What’s Your Currency?
Updated: Oct 30, 2020
I have a lot of conversations about how to price products in startups. It took a long time to realize that before any meaningful conversation about pricing can be had, we first need to understand currency.
Currency is a term generally used to describe a system of money for a given country. Companies, like governments, end up establishing a currency - usually based on the industry we are working in. The bottom line is revenue, but it’s easier to talk downstream about the units we bill in that aggregate into that revenue.
This is the original unit of commerce. Dating back past the ancient Romans we as humans have been bartering and buying for tens of thousands of years. When we go to the grocery store, we buy a dozen eggs or a pound of sausage. The currency of those commodity traders is how much money they make per unit they sell. As various business models have emerged, we continue to innovate those models.
Most consulting firms start by selling hours. We might then move into a Per Event model in the form of charging by the project - but our calculus used in bidding goes right back to trying to determine how long a project will take, add in materials, and then margin. The net result is that our mental model still revolves around hours as a currency. This is common with pivoting into a Managed Service Provider as well. How many hours did we spend managing each device on average and how can that time improve? We’re still having conversations about hours even though customers are thinking more about device-based pricing.
Certain organizations have always billed based on an event. Businesses that clean homes, provide wedding services, and other event-driven packages often charge in this way. The currency is the event. This then translates to the other types of events as well. This might be those same types of companies who have gone online, such as online conferences or webinar services. And a number of vendors have emerged as back-end technology used to help build other products faster. Think Stripe, Amazon Lambda, IFTTT, Avalara, and Zapier. Here, we pay per transaction or a percentage of a transaction, every time we call their service.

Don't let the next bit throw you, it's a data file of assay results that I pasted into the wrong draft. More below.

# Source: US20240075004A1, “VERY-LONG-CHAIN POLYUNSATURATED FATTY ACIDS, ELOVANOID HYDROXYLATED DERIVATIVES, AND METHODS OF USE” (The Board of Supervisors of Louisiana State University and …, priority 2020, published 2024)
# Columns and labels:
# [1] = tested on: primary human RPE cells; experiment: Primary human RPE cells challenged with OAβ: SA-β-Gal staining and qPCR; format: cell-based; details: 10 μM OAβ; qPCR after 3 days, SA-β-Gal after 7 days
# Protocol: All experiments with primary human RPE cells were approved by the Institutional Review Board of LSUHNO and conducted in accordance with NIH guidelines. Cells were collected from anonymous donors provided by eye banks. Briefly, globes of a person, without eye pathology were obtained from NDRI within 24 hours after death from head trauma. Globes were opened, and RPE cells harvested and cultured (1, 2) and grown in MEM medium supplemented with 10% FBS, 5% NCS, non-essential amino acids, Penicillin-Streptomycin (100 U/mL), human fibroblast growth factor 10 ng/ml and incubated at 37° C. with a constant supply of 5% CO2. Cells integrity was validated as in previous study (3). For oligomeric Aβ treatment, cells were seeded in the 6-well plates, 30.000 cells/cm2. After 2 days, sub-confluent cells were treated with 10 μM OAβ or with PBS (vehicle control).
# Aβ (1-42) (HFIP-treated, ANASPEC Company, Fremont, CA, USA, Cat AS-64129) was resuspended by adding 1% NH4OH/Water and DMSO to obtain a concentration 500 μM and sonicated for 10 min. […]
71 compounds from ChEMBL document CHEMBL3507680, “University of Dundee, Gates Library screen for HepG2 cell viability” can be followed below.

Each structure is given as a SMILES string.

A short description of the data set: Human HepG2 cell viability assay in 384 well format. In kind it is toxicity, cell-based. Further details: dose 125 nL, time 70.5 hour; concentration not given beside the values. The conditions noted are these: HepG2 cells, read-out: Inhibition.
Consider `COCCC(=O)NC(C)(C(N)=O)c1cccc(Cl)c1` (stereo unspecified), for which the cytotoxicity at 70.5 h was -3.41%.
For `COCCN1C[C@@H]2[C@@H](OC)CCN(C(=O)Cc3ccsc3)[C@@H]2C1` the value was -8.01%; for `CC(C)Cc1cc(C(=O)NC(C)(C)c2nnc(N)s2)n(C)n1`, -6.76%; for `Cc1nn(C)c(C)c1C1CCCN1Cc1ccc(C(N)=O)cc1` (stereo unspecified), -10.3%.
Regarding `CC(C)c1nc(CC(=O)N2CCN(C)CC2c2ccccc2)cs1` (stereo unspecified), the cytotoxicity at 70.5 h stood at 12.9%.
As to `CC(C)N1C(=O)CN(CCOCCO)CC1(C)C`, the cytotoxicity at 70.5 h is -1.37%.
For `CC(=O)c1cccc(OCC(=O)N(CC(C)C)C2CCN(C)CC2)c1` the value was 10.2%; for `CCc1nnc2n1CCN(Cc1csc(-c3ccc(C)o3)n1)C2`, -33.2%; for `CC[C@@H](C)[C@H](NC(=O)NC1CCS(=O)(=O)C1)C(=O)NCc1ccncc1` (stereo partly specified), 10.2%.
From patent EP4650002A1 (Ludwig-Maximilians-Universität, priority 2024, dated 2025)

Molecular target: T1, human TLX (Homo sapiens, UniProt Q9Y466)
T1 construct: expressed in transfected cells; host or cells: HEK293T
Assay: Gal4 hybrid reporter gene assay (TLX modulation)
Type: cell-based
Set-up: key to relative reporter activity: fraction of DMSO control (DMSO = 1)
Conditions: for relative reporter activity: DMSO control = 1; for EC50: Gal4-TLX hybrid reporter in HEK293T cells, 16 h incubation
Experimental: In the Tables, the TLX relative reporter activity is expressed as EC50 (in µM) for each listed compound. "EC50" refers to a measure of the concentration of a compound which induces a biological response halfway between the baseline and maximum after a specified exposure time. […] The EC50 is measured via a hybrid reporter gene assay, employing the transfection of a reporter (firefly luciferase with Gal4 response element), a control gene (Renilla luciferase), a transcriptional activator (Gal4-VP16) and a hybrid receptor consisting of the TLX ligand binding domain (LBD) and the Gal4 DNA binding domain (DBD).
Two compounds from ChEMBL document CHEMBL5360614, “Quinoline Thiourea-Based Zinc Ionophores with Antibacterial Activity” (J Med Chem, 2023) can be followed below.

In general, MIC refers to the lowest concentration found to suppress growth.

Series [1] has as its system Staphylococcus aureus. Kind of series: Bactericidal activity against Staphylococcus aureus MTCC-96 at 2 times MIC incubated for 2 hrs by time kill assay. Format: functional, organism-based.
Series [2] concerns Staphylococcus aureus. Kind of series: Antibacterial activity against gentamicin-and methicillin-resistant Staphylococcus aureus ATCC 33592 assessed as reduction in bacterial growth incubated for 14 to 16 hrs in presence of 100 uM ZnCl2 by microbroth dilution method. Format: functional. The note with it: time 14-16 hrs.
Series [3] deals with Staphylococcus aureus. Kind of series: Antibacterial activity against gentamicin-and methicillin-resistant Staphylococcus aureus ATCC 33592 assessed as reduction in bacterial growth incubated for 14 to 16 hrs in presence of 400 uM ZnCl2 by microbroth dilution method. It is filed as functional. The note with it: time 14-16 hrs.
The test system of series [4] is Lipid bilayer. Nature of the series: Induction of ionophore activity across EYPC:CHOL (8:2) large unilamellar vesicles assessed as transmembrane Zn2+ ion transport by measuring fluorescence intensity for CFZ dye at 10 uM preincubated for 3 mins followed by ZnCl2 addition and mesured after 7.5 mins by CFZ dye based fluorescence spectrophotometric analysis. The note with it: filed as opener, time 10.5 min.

Software can be installed on computers. In fact, that was once the most common way of distributing software. We went to a brick and mortar store and came home with a box. The box began with media that would run on a computer and evolved into media that contained software that was installed on a computer to run without the original media in the device. Most software companies that pre-date the advent of the SaaS model of software companies still have this concept of per-device. Over time, certain licenses allowed for installing software on “up to three” computers but the calculus we used to derive pricing was all about the number of devices and in meetings we talked about “devices” and how we want to grow those. This freed product and technical teams from talking about revenue and obfuscated that a bit. It was on the sales teams to convert the number of devices into revenue. But the common currency we all used was devices.
Note: The OEM (or Original Equipment Manufacturer) licensing model is also based on this Per-Device concept, but the license is usually not transferable from the equipment that a license came bundled with.
People don’t just use one device any longer. That’s why the number of companies where a user is the dominant currency. This didn’t begin with Google Apps or Salesforce, but their emergence and the subsequent validation of the SaaS model led to looking at revenue through the lens of users. Terms like Average Revenue Per User, or ARPU, began to arise and the DNA of many an organization evolved to a user-centric worldview. These Per User licenses are typically sold as subscriptions and any organization that began with a per-device currency typically still does the mental model to convert a user into a device provided there is also a Per-Device pricing model still in existence.